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Social skills

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Krystal Jacob

on 13 October 2013

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Transcript of Social skills

Social Skills
What are social skills?
"Social skills are the skills we use to communicate and interact with each other, both verbally and non-verbally, through gestures, body language and our personal appearance."

Find more at: http://www.skillsyouneed.com/ips/social-skills.html#ixzz2ZLtEYIy2
Local Resources
Prosperity Center
520 E St, Eureka, CA, 95501-0314
(707) 499-3714
HSU Counseling Center
(707) 826-3236
When do they apply?
Social skills are important in personal relationships. In person they are used in the classroom, at parties, and interacting with people in other everyday situations. They are also important when speaking on the phone and communicating electronically, such as texting and e-mailing.
It is often referred to as body language.
Non-verbal communication differs between cultures. It includes how close you stand to someone when you talk to them, eye contact, hand gestures, other movement within the body, and tone of voice.
Research suggests that 93% of our communication is actually non-verbal!
Body Language in Dominant U.S. Culture
In the United States, it is generally considered to be polite to stand approximately 4 feet away, unless the other person is a close friend.
Body Language and
Your Personal Attitude
Body language not only affects how others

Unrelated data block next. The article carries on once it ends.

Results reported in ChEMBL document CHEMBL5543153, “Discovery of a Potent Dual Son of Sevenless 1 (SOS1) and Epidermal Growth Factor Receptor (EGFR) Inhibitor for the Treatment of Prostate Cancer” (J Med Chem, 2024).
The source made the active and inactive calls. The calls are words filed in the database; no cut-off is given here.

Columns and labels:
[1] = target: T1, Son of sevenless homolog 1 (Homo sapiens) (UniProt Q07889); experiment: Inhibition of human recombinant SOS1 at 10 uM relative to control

see you, but also how you see yourself. In her TED talk, Amy Cuddy described how people who stood in a position that conveyed confidence for two minutes were later perceived by others as more confident. These people also rated their own confidence as higher than those who did not stand in confident positions for two minutes! Check out her talk here:

Looking someone in the eyes shows that you are listening. It is important not to stare directly in someone's eyes for a prolonged period of time though because this can be construed as aggressive.
This is what you say. Verbal social skills include starting a conversation, keeping a conversation going, and being assertive. Check out this Prezi on assertiveness:
Conversation Skills
For a quick YouTube guide to conversation skills, I suggest checking out http://www.youtube.com/user/YourCharismaCoach/videos. The video below is the first part of "How to Keep a Conversation Going"

Talking to Others
What gets in the way:
Worrying about what others think
Not knowing what to say
Not feeling heard
What helps:
Be honest about what you think, rather than thinking too much about what the other person is thinking
Use non-verbal communication to help you be heard
Work on conversation skills that will help you with what to say
Conversation Skills
Be curious
Ask the other person about his/herself
Check in and make sure that you are both on the same page
Be aware of your non-verbals
Use assertive communication by speaking in the first person and not using blaming language
Talk about things the other person is interested in
Figure out what is easy for you to talk about and try to bring these things up
Be aware of the social situation and behave appropriately (ex., you do not want to act the same way with your academic advisor as you would at a house party)
Find more skills at www.succeedsocially.com
Eye Contact
Body Language Around the World
Body language varies from place to place. Here is a short video that highlights some of the differences.
Crossed arms indicate a defensive position.
Holding one arm or any object in front of the body indicates nervousness.
The way you greet someone is typically based on your familiarity with them.
A family member or good friend may be greeted with a hug, while a coworker or stranger may be greeted with a handshake. Handshakes should be firm, to convey confidence, but not bone crushing
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